Questions raised over future of George Michael's Highgate memorial garden
PUBLISHED: 12:01 12 January 2018 | UPDATED: 14:09 12 January 2018
The future of George Michael's tribute garden opposite his Highgate home has been called into question.
Fans began leaving tributes to the star on land in front of his Grade-II listed home within hours of his death on Christmas Day 2016.
Since then the triangular-shaped site which also forms part of Michael’s estate has filled with a sea of flowers, candles, photographs and messages.
But the impromptu memorial garden’s condition has suffered under the feet of thousands of visiting fans with bad weather turning once solid ground into mud, prompting questions as to how best to preserve the site and mark the star’s passing.
The Highgate Society’s environment chairman Elspeth Clements, approached by neighbours upset by the garden’s condition, said: “We don’t think it’s within our remit to get involved. We are keen on some kind of charitable foundation being set up in his memory, but ultimately it comes down to the family’s wishes. We want to abide by what they feel is appropriate.”
On plans for a statue proposed last January, Ms Clements said the society felt the idea was “problematic” given the number of famous people in Highgate.
John Vasilious, whose petition for the statue gained more than 5,000 signatures, said: “Our intention is to respect the family and await their decision, whether it’s now or in the future.”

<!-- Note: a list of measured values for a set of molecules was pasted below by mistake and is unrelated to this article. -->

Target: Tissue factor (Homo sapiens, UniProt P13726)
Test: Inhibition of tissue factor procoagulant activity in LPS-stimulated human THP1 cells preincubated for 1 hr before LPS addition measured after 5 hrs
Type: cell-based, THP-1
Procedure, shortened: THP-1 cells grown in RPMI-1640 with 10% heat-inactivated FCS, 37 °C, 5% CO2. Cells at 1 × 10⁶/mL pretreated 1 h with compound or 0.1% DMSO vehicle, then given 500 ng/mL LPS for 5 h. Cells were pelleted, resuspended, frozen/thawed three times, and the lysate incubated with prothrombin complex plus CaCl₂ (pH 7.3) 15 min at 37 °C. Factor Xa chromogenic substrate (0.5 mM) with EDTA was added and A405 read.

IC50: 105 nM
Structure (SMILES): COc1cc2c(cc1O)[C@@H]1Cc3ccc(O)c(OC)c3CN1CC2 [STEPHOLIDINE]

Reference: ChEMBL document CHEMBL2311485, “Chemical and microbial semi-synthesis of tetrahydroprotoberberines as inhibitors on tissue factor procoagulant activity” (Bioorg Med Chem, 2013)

Heidi Feichtinger, who tends part of the garden on behalf of fans every weekend, admitted the space had attracted negative publicity in recent weeks because of its appearance.
“There’s a way forward, but we need to have an open discussion with everybody to find out what that way is,” Ms Feichtinger said. “The mud is a problem but we can’t control the weather.”
According to Ms Feichtinger the memorial has inspired fundraising with events raising £22,000 in donations to causes close to the star’s heart.
Fellow fan Tonia Katsantonis said most fans don’t want to see a statue erected saying it would not be in keeping with Michael’s preference in life to keep a low profile.
Instead Ms Katsantonis recommended part of the garden be paved, but stressed a memorial should represent the star how he would have liked to be remembered.
“The garden needs someone to manage and give it direction. Fans need somewhere to go,” Ms Katsantonis said.
“Fans send us tributes from around the world to place for them in George’s garden. We are constantly fundraising for Macmillan Cancer and The Rainbow Trust and have occasionally used the space as a meeting point for this.
“A Foundation in George’s name is certainly a way forward that will continue his legacy of supporting the charities closest to him.
“We have tried to make contact with the Highgate Society and are waiting to hear back from them,” she added.